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Officers' accounts put Trump's praise for rioters in new context

The more officers described the rioters, the more I was reminded that Donald Trump has publicly praised and identified with the criminals.


At times, yesterday's hearing was difficult to watch. The House Select Committee investigating the Jan. 6 attack on the Capitol not only featured new video footage of the insurrectionist riot, it also heard from four officers who described their harrowing ordeal in personal, emotional, and gut-wrenching terms. As the New York Times summarized:

One officer described how rioters attempted to gouge out his eye and called him a traitor as they sought to invade the Capitol. Another told of being smashed in a doorway and nearly crushed amid a "medieval" battle with a pro-Trump mob as he heard guttural screams of pain from fellow officers. A third said he was beaten unconscious and stunned repeatedly with a Taser as he pleaded with his assailants, "I have kids." A fourth relayed how he was called a racist slur over and over again by intruders wearing "Make America Great Again" garb.

The report added that the men's gripping, at times excruciating, testimony "cut through a fog of confusion, false equivalence and misdirection that Republicans have generated."

That's clearly true, and GOP officials couldn't have been pleased to see the officers expose partisan lies in such dramatic detail.

But there was another, equally important dimension to yesterday's bipartisan hearing: the testimony served as a brutal reminder that the violent insurrectionists -- by Officer Daniel Hodges' telling, "terrorists" -- have sympathetic allies in the Republican Party.

Alas, that's not altogether new. Some GOP lawmakers, for example, have disgraced themselves with rhetoric describing the riot as "peaceful" and the rioters as harmless "tourists." But it was brought into sharp relief yesterday as one group of House Republicans held an event at the Justice Department, heralding the Jan. 6 attackers as "political prisoners," while House GOP leaders held a separate event trying to shift blame for the assault onto Speaker Nancy Pelosi (D-Calif.).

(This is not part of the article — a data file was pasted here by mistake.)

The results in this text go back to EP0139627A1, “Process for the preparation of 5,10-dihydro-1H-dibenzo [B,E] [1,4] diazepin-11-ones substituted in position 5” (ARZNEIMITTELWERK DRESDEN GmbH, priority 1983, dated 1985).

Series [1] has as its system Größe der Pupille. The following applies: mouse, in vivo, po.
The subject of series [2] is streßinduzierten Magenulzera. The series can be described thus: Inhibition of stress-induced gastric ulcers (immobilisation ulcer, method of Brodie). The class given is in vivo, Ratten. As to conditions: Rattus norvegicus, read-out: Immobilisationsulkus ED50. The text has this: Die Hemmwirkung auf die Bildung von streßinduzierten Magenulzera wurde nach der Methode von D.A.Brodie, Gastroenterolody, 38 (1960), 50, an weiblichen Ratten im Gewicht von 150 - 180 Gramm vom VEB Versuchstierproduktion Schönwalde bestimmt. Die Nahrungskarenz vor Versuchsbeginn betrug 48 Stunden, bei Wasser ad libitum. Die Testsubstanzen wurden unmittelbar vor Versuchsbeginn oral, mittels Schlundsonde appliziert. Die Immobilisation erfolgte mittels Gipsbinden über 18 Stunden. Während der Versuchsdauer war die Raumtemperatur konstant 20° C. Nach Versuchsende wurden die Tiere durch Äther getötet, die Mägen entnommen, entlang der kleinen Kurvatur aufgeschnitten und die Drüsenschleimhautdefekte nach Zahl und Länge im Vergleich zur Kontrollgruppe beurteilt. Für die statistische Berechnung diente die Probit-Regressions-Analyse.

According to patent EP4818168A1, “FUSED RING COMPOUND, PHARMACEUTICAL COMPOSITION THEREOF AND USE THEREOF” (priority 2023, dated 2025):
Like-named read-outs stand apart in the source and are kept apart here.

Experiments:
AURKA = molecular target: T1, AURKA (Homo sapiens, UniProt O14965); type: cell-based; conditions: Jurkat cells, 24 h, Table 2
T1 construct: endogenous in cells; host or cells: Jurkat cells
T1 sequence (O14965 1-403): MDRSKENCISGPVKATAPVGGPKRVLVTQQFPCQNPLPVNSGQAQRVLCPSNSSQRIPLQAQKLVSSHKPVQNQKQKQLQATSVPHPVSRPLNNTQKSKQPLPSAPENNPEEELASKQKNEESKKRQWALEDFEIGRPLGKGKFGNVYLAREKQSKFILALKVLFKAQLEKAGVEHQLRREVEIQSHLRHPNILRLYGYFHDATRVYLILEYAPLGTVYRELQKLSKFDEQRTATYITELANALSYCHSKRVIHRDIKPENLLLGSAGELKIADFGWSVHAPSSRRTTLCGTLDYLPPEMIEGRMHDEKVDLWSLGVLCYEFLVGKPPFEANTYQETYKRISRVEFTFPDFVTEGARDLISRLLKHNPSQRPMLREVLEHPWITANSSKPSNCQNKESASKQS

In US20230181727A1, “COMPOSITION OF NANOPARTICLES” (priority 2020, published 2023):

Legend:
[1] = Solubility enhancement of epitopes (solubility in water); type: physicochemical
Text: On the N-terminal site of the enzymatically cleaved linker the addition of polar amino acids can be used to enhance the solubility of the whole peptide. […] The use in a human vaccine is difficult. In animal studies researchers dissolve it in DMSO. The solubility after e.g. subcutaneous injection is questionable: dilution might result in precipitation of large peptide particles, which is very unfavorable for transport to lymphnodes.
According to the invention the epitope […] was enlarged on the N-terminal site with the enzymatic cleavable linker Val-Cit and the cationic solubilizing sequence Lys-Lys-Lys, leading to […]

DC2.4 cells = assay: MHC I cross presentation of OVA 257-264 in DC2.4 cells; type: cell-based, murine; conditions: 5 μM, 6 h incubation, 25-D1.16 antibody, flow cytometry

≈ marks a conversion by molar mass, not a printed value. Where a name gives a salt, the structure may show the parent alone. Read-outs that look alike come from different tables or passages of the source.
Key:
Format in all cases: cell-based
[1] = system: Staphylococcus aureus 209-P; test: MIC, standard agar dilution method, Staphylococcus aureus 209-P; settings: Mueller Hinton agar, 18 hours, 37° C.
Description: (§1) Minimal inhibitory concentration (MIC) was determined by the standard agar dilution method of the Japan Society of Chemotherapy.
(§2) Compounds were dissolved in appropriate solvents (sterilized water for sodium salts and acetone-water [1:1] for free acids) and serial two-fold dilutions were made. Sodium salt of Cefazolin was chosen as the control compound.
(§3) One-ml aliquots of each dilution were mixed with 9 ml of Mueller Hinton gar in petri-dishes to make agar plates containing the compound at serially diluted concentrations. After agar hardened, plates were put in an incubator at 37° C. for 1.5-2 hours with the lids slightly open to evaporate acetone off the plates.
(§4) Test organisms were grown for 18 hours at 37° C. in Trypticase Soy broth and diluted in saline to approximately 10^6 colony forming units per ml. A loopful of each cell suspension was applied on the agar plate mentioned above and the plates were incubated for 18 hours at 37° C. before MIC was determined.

Dana Milbank noted that the developments "made explicit what has become more obvious by the day: Republicans stand with those who attempted a violent coup on Jan. 6. And it's not just the wingnuts."

And it's not just Congress. The more the officers testified about the mob's monstrous violence, the more I was reminded that Donald Trump -- the former president who invited the rioters and incited the riot -- has publicly praised and identified with the criminals. As Michael Gerson put it in a recent column:

There is also no doubt that all Trump's thoughts and prayers are with the violent rioters of Jan. 6. In a newly released interview with The Post's Carol D. Leonnig and Philip Rucker, Trump insisted that he spoke to a "loving crowd." "Personally, what I wanted is what they wanted," he said. "They showed up just to show support because I happen to believe the election was rigged at a level like nothing has ever been rigged before." Sometimes, politicians get so lost in the bramble and fog of their own lies, they don't even notice a damaging confession when they make one.

The fact that the former president boasted about the common cause he shared with the mob was extraordinary, but it wasn't unique. The Washington Post recently published a collection of instances in which Trump, over the course of several months, has defended, excused, praised, identified with, and professed his "love" for those who attacked his own country's Capitol as part of a violent assault on the United States' democracy.

After all, "what they wanted" is what he wanted.

In other words, the first public hearing of the House Select Committee investigating the attempted coup is, among other things, providing new context for the former president's delinquency. These four officers went through hell, and Donald Trump has sided with those doing the attacking, not those who were attacked.